If unregulated, these effects of heavy commercialization can cause serious harm. The best example is the whale shark tour in Oslob, Cebu. Local government regulations have failed to protect these animals, whose natural migratory behavior has been massively affected by feeding practices that entice the sharks to stay local and swim with tourists.

Sex tourism

Unfortunately, just like the other Southeast Asian nations, the Philippines has a reputation for sex tourism and prostitution. Prostitution is illegal, but the trade still operates under the pretense of entertainment. This industry is huge domestically, and according to reports an estimated 800,000 women, men, and children are subjected to work in the trade. Sex workers are normally employed as dancers, singers, guest relations officers, masseuses, or waitresses in clubs and bars, and they are expected to leave with any client who pays a fee.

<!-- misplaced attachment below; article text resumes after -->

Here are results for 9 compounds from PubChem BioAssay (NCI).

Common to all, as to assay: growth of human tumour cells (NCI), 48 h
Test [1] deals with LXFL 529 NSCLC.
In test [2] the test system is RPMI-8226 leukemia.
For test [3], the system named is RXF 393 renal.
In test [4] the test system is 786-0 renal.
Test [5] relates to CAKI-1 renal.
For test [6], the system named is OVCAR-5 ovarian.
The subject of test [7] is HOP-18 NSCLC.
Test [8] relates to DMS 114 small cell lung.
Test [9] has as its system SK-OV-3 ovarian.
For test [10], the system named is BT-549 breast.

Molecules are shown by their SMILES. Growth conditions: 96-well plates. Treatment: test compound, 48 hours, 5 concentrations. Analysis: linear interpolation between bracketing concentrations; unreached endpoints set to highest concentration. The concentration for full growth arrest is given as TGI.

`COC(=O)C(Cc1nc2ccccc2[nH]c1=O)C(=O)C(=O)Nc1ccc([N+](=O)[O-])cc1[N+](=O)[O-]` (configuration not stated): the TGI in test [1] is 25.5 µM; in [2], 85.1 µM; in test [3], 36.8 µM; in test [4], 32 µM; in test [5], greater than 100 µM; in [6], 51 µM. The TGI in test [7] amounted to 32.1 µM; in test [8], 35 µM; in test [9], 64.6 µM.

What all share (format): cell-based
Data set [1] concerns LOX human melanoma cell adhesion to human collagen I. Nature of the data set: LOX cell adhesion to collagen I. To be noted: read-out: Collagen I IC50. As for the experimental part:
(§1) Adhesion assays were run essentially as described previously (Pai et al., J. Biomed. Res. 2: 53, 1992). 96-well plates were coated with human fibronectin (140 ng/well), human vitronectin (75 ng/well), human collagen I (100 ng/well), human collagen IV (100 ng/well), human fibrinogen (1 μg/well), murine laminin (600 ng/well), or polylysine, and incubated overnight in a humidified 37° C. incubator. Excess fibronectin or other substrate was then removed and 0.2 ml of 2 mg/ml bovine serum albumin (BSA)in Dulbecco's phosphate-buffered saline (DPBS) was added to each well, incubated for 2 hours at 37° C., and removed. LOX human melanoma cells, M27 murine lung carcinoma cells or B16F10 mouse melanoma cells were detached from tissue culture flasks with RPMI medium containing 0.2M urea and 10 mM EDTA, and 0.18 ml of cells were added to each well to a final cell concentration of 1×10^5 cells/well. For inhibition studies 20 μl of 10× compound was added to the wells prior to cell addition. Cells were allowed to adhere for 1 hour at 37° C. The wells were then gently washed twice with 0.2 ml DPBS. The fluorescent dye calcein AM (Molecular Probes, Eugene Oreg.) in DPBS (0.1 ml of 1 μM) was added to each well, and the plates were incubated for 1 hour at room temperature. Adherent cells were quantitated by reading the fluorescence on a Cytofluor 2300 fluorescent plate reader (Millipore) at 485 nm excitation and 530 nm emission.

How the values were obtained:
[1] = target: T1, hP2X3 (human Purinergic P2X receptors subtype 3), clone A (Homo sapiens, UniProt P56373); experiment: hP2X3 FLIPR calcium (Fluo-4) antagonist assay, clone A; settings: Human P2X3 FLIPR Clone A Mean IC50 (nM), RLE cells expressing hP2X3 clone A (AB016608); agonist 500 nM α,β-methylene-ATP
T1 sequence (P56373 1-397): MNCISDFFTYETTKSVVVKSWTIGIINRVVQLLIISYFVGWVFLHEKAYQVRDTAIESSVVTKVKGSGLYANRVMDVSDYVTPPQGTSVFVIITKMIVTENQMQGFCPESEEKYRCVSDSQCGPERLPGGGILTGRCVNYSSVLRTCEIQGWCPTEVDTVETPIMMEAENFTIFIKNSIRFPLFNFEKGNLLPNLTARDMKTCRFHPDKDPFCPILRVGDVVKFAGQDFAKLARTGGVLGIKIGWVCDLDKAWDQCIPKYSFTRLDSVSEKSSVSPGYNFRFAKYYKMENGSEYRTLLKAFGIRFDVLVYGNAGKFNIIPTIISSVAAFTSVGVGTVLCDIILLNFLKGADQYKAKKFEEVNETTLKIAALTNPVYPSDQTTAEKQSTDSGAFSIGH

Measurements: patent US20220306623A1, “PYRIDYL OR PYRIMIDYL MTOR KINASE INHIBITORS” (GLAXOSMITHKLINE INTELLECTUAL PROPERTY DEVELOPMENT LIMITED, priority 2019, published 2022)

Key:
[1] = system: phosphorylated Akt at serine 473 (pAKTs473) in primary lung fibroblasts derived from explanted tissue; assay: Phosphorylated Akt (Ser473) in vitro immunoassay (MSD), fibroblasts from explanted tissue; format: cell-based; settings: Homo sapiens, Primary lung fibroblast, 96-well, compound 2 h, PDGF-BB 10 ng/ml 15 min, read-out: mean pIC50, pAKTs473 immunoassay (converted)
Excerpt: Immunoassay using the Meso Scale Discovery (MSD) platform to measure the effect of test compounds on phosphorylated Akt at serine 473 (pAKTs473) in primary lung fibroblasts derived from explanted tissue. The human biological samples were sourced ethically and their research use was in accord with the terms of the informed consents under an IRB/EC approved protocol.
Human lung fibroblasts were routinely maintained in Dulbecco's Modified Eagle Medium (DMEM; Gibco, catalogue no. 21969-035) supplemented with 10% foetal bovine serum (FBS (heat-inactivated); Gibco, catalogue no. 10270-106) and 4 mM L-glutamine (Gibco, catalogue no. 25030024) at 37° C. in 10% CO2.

There are three kinds of prostitute in the country. The majority are “entertainers” who work for bar and club owners and are forced to say yes to any customer who offers to pay for their services. They are also subjected to drug use by their employers, so that they perform better. These types of establishment have often been proven to employ minors in the sex trade.

The second type are “street prostitutes”, who approach people on the streets offering their services. Due to their location and the nature of their work, they are more susceptible to violence, abuse, and rape.

The third type are “call girls” or “escorts”, who account for the minority. Employed by pimps, they are referred to as “high-end prostitutes” because they normally attract clients in hotels and high-end bars. Escorts are the most protected. They can also choose their customers sometimes.

Regardless of which category these women fall under, an overwhelming majority are reluctantly introduced to this lifestyle and become trapped and dependent. They usually come from poor, broken homes. Many of them already have a child in their teens and are forced to work to support their families.